Preclinical Development – Biomolecular
2019 PharmSci 360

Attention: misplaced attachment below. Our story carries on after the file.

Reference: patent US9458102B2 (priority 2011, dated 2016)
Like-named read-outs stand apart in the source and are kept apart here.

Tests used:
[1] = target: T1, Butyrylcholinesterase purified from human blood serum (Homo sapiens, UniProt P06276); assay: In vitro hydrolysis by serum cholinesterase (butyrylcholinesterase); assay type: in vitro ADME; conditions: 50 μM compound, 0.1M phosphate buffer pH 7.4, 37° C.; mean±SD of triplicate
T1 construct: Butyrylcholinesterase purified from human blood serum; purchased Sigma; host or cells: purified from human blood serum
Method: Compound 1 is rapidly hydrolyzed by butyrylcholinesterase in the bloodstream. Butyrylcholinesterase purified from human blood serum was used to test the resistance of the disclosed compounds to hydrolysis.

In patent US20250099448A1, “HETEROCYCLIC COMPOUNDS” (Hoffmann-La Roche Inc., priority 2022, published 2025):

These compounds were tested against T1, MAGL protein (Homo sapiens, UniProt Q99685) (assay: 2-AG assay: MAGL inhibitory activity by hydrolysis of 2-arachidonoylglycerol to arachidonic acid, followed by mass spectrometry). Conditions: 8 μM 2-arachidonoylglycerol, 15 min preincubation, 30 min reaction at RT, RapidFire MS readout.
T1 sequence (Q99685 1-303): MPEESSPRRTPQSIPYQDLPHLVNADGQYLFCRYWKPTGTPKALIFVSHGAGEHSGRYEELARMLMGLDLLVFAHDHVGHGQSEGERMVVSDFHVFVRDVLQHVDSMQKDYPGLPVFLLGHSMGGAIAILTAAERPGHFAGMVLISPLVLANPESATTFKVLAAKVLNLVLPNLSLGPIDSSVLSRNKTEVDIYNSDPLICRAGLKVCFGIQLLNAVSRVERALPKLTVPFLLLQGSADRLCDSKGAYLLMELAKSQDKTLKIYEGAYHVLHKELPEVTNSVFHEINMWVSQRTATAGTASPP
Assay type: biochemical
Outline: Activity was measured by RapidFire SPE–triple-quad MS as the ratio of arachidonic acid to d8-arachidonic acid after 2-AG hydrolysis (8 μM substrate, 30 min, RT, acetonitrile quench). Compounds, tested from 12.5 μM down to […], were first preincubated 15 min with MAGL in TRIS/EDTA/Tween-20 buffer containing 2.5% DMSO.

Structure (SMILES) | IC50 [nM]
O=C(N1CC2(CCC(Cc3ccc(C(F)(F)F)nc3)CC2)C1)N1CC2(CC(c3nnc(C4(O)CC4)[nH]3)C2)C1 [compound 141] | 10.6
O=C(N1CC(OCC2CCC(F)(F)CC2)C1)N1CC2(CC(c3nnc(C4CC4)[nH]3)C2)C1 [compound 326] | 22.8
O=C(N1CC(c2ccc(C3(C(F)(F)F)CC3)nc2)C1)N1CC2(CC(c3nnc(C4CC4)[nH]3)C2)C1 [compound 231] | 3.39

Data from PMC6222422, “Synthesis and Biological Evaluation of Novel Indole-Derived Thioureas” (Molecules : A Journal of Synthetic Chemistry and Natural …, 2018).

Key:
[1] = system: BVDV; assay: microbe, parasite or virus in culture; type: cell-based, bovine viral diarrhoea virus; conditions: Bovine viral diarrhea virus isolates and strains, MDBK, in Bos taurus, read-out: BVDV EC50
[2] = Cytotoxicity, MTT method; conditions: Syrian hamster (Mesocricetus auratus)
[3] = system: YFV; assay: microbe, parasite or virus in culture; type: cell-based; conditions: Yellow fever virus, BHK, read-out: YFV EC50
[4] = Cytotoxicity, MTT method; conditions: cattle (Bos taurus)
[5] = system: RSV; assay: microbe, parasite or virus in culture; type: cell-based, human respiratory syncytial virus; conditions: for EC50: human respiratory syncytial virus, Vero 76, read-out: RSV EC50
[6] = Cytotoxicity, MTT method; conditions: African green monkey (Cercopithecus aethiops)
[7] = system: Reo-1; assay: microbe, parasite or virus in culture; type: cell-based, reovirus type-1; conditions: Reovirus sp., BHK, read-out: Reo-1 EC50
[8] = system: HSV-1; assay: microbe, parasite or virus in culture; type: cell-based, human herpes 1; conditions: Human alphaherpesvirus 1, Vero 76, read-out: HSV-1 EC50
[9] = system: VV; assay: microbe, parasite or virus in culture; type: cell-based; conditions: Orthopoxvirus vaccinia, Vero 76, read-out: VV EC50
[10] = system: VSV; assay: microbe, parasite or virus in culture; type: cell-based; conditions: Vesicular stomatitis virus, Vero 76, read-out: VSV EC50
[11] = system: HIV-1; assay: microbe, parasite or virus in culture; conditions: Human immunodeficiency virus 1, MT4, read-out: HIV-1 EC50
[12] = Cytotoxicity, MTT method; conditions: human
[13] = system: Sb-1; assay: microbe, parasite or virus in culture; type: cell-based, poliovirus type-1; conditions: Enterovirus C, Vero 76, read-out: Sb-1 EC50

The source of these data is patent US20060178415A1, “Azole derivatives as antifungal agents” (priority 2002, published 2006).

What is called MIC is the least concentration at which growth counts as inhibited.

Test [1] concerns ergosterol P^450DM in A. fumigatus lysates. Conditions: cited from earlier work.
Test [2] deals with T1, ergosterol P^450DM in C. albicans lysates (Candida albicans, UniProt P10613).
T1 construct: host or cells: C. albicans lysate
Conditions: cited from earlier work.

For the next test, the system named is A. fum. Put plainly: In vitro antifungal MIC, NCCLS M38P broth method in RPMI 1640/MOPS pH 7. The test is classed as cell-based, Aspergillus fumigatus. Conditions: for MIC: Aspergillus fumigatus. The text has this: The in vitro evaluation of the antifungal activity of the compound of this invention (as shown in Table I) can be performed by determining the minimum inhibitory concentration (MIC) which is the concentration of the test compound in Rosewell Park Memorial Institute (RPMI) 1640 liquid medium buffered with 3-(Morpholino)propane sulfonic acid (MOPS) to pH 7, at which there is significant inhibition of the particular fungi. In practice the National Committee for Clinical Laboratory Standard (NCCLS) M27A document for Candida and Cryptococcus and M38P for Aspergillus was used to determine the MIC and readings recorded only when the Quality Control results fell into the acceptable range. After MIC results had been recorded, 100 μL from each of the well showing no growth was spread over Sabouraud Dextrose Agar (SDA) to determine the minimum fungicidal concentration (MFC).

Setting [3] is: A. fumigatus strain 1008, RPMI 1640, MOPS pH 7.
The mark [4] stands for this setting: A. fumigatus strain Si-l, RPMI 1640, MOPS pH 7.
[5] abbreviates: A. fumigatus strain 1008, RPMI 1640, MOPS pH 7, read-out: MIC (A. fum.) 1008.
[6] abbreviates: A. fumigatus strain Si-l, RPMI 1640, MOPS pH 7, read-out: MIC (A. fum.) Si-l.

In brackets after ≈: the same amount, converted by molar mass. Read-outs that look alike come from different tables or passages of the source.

Next generation anthrax vaccines focus on the use of recombinant protective antigen (rPA) to elicit a strong, toxin neutralizing antibody responses in immunized subjects. The main difference between the rPA vaccines compared to the current licensed vaccine, anthrax vaccine absorbed (AVA), is the rPA vaccines are highly purified preparations of only rPA. These next generation rPA vaccines strive to elicit strong immune responses with substantially fewer doses than AVA while provoking fewer side effects. Many of the rPA candidates have shown to be effective in pre-clinical studies, but most of the second generation molecules have stability issues that reduce their efficacy over time. These stability issues are evident even under refrigerated conditions and thus emphasis has been directed to stabilizing the rPA molecule and determining an optimized final formulation. Stabilization of vaccines for long-term storage is a major challenge in the product development life cycle. The effort required to identify suitable formulations can be slow and expensive. The ideal storage for stockpiled vaccines would allow the candidate to withstand years of storage at ambient temperatures. The Fraunhofer Center for Molecular Biotechnology is developing a rPA vaccine candidate that shows instability when stored under refrigerated conditions in a solution, as is typical for rPA vaccines. Increased stability of our rPA vaccine candidate was achieved in a spray-dried powder formulation that could eliminate the need for conventional cold chain allowing greater confidence to stockpile vaccine.